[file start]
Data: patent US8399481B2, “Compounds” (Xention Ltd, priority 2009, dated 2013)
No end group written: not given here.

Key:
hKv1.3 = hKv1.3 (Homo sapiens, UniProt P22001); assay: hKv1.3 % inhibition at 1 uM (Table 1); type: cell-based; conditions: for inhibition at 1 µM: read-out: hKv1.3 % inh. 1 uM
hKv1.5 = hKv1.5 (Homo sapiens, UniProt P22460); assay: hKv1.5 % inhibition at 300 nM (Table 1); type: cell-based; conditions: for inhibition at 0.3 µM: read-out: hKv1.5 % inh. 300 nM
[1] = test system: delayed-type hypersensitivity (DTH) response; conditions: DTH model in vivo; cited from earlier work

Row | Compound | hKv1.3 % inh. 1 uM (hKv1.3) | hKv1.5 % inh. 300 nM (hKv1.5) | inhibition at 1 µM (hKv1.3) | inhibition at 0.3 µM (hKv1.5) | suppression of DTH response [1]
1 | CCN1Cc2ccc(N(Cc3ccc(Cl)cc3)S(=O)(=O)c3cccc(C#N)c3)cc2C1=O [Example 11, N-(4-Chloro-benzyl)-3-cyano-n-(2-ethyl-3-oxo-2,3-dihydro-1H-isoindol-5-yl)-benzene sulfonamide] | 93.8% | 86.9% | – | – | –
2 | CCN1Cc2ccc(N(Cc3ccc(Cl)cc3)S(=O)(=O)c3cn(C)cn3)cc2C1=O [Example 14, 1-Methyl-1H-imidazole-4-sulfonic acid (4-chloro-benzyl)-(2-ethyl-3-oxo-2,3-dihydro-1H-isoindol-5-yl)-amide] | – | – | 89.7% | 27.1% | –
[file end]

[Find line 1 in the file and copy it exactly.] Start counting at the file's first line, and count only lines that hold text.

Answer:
Data: patent US8399481B2, “Compounds” (Xention Ltd, priority 2009, dated 2013)